With Tennessee political action committees growing in numbers and pouring millions of dollars into legislative campaigns, Republican lawmakers are proposing to repeal the limits in current law on how much PAC money they can accept.
Senate Speaker Pro Tempore Bo Watson, R-Hixson, says SB3654 is a logical follow through to legislation enacted last year that authorized direct corporate contributions to state candidates and treats corporations as if they were PACs insofar as disclosing donations goes.
Last year’s law also raised the limits on how much PACs and individuals can donate to Tennessee candidates and provides those limits can be raised annually as inflation increases, a so-called “indexing” provision.
But the 2011 law, pushed by Republicans over objections from some Democrats, left intact the “aggregate limit” on how much PACs can give to candidates. It did raise the aggregate limit for legislative candidates from $75,000 per election to $107,200 — the latter figure being subject to annual increases through indexing.
“With indexing, you reach a point where that limit (on overall PAC donations) is, for lack of a better term, too limiting,” said Watson in an interview.
Dick Williams, president of Common Cause of Tennessee and a longtime advocate of limits on the flow of political money, disagrees.
“The aggregate limit provides at least a little bit of restraint on the influence of PACs,” he said. He contends the growing importance of PACs in campaign finances decreases the importance of donations by individual citizens who cannot give as much as PACs can.
Current law limits individual donations to legislative candidates to $1,400 per election.
PACs may donate up to $10,700 to a state Senate candidate and $7,100 to a House candidate.
Registry of Election Finance figures show that the number of state-level PACs grew from 373 in 2001 to 540 in 2011. Many of the newer PACs are “personal PACs” or “leadership PACs,” set up by legislators as a means of collecting and distributing money outside their individual campaign accounts.
In 2011, a non-election year, PACs gave $2.93 million to state candidates. If traditional trends hold, they likely will more than double that this year, when legislators are running for reelection.
In 2009, also a non-election year, PACs gave $2.69 million, then donated $6.77 million in the election year of 2010. That was with the old, lower limits on how much PACs can give still in effect and direct corporate contributions prohibited.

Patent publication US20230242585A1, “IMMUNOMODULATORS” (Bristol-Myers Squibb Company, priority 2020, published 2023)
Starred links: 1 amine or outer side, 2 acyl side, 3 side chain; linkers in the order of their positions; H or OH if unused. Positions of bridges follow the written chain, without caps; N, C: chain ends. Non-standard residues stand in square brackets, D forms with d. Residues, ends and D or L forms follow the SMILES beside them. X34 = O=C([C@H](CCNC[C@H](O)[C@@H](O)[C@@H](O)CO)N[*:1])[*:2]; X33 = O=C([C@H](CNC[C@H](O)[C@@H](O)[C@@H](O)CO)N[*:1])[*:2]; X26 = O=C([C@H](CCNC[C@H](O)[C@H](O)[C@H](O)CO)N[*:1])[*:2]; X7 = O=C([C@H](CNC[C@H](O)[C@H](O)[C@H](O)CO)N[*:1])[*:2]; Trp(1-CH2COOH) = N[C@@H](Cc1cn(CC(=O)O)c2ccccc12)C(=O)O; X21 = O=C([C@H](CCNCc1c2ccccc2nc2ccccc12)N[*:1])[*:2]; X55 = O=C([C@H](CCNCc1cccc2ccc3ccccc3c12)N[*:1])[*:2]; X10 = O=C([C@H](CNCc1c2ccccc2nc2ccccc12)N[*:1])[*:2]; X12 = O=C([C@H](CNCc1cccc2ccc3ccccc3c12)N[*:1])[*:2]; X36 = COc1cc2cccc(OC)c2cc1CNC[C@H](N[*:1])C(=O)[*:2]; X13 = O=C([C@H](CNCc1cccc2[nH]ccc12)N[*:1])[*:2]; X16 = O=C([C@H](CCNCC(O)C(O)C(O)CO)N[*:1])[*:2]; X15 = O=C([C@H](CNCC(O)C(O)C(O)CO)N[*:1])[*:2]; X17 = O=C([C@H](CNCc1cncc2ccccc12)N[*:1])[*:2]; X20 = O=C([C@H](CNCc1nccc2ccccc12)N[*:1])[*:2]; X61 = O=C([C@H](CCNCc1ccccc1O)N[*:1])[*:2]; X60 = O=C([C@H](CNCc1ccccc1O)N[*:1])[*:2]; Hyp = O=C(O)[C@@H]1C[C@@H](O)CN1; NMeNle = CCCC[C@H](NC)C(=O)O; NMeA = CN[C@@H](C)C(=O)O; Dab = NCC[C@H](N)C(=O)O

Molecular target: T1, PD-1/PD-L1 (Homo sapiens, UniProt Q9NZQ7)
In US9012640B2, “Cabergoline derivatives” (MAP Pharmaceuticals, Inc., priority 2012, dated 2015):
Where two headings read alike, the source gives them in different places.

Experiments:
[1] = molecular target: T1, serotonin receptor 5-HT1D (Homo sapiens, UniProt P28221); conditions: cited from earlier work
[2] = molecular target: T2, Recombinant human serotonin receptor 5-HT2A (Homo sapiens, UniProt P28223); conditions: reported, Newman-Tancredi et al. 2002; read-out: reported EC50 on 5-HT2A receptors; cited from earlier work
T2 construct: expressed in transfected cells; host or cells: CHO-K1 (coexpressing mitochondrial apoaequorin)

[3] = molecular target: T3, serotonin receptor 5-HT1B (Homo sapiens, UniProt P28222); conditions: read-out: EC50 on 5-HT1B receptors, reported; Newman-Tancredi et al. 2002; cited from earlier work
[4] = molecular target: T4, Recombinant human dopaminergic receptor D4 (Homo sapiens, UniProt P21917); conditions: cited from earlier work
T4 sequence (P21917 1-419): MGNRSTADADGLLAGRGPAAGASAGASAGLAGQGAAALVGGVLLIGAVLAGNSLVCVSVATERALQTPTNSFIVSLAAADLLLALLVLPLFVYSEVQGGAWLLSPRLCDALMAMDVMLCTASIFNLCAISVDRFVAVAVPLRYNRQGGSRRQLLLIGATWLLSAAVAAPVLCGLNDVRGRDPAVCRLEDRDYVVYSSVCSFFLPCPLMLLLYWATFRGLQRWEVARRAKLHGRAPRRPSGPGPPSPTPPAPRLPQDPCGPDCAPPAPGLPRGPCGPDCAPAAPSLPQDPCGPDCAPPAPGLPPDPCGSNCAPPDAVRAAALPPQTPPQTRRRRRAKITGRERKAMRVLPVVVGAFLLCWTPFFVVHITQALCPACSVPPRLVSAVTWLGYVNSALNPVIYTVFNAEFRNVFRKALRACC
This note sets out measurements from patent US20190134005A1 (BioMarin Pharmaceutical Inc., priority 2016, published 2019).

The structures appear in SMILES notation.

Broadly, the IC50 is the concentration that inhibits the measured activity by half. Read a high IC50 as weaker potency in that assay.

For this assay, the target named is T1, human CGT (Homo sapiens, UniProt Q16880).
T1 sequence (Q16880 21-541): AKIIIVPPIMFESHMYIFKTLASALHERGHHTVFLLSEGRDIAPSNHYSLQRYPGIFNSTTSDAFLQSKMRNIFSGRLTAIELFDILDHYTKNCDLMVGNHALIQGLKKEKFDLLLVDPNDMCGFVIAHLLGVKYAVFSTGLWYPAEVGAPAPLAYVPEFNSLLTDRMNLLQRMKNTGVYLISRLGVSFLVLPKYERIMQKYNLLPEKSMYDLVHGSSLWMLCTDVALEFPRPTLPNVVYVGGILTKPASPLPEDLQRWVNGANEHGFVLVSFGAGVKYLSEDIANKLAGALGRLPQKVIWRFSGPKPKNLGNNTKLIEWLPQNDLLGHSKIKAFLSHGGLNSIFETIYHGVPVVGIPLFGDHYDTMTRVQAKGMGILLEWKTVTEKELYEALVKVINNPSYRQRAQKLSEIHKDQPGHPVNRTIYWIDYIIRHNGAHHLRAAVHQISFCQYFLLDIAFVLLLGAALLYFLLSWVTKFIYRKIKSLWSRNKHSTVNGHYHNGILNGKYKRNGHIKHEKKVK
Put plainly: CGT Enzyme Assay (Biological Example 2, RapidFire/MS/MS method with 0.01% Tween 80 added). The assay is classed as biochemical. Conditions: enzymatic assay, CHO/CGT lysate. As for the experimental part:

Drew Rawlins, executive director of the Bureau of Campaign Finance and Ethics, says some legislators — particularly senators — had found themselves “bumping up against” the old $75,000 aggregate limit. That was true even though the limit is for each election, meaning that a candidate could take $75,000 from PACs for his or her primary, then another $75,000 for the general election.
Indeed, at least four legislators collected more than the old $75,000 from PACs during 2011, when the new $107,200 aggregate limit took effect. They were Senate Commerce Committee Chairman Jack Johnson, R-Franklin; Sen. Doug Overbey, R-Maryville; Senate State and Local Government Committee Chairman Ken Yager, R-Harriman; and House Speaker Beth Harwell.
Johnson, who chairs a committee overseeing business-oriented legislation, led the list with $88,242 in PAC money.
House Democratic Caucus Chairman Mike Turner of Nashville said repeal of the aggregate PAC limit is another way for Republicans to enhance the importance of the rich and wealthy private interests and lessen the influence of average citizens.
“We’ve got way, way too much money in politics,” Turner said. “It’s gotten to be un-American the way we let them throw money around.”
Republicans, who control both the House and Senate with solid majorities, are collecting far more money than Democrats are.
A review of financial disclosure filed in January shows Republicans collectively with more than $3.2 million cash on hand in their campaign accounts for legislative races, including party caucus funds as well as individual campaign accounts. The comparable total for Democrats was about $770,000.
The top Democrat in collecting PAC money during 2011 was House Minority Leader Craig Fitzhugh, D-Ripley, with $37,900. Twenty-one Republican legislators collected more than that.
Watson’s bill, which is sponsored by House Republican Caucus Chairman Debra Maggart of Hendersonville in the House, has other provisions that the senator says are also logical follow-ups on the 2010 changes in campaign finance law.
Most notably, the bill would declare that insurance companies can make direct contributions to legislator campaigns. In legalizing corporate contributions generally last year, lawmakers ignored a separate provision in insurance laws — dating back to 1907, Watson said — that forbids insurance companies from making contributions.
The “obsolete” law now on the books, Watson said, is so broadly written that it would apparently prohibit stockholders in insurance companies from making contributions — a provision that is probably violated unknowingly by “hundreds of people” each year.
Williams said he sees no objection to legalizing insurance company contributions, given that other corporations can legally donate. He has sent legislators on the State and Local Government Committee a letter requesting they “divide the question” when the bill comes up for a vote.
That would mean a separate vote on repeal of the aggregate PAC limit rather than lumping all provisions of the bill together to be covered with one vote. The insurance company provision could thus be carved out of the bill, allowing it to pass while the PAC provision could be killed on a separate vote.
Williams said he is uncertain whether the committee will go along with his request.